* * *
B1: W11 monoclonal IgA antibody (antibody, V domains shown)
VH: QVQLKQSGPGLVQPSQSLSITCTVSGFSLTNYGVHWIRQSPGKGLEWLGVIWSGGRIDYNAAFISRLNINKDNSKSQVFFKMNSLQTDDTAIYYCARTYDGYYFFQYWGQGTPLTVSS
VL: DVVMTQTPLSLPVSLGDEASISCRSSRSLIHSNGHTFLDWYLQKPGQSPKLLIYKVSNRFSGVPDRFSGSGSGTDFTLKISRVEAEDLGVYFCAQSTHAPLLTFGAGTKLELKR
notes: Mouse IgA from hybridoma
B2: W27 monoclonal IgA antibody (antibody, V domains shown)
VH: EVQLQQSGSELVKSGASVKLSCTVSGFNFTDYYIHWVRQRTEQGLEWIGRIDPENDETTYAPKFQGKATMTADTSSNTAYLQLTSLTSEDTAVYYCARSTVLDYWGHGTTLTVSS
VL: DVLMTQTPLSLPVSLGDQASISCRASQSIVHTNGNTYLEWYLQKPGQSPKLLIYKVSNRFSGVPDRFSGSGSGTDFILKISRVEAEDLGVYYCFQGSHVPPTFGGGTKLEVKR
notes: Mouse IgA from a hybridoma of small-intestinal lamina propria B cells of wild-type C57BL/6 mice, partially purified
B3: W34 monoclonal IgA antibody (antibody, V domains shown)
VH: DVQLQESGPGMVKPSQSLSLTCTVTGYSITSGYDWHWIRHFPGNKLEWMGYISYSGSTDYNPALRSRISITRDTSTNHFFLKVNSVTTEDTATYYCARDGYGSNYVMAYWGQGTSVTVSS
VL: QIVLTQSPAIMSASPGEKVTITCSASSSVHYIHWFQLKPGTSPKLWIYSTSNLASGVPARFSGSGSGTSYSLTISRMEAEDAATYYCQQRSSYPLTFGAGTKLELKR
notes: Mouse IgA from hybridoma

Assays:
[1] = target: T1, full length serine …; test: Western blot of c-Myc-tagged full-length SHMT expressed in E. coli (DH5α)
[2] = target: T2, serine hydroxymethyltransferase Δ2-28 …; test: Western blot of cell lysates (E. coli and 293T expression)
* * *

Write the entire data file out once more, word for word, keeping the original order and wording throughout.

B1: W11 monoclonal IgA antibody (antibody, V domains shown)
VH: QVQLKQSGPGLVQPSQSLSITCTVSGFSLTNYGVHWIRQSPGKGLEWLGVIWSGGRIDYNAAFISRLNINKDNSKSQVFFKMNSLQTDDTAIYYCARTYDGYYFFQYWGQGTPLTVSS
VL: DVVMTQTPLSLPVSLGDEASISCRSSRSLIHSNGHTFLDWYLQKPGQSPKLLIYKVSNRFSGVPDRFSGSGSGTDFTLKISRVEAEDLGVYFCAQSTHAPLLTFGAGTKLELKR
notes: Mouse IgA from hybridoma
B2: W27 monoclonal IgA antibody (antibody, V domains shown)
VH: EVQLQQSGSELVKSGASVKLSCTVSGFNFTDYYIHWVRQRTEQGLEWIGRIDPENDETTYAPKFQGKATMTADTSSNTAYLQLTSLTSEDTAVYYCARSTVLDYWGHGTTLTVSS
VL: DVLMTQTPLSLPVSLGDQASISCRASQSIVHTNGNTYLEWYLQKPGQSPKLLIYKVSNRFSGVPDRFSGSGSGTDFILKISRVEAEDLGVYYCFQGSHVPPTFGGGTKLEVKR
notes: Mouse IgA from a hybridoma of small-intestinal lamina propria B cells of wild-type C57BL/6 mice, partially purified
B3: W34 monoclonal IgA antibody (antibody, V domains shown)
VH: DVQLQESGPGMVKPSQSLSLTCTVTGYSITSGYDWHWIRHFPGNKLEWMGYISYSGSTDYNPALRSRISITRDTSTNHFFLKVNSVTTEDTATYYCARDGYGSNYVMAYWGQGTSVTVSS
VL: QIVLTQSPAIMSASPGEKVTITCSASSSVHYIHWFQLKPGTSPKLWIYSTSNLASGVPARFSGSGSGTSYSLTISRMEAEDAATYYCQQRSSYPLTFGAGTKLELKR
notes: Mouse IgA from hybridoma

Assays:
[1] = target: T1, full length serine …; test: Western blot of c-Myc-tagged full-length SHMT expressed in E. coli (DH5α)
[2] = target: T2, serine hydroxymethyltransferase Δ2-28 …; test: Western blot of cell lysates (E. coli and 293T expression)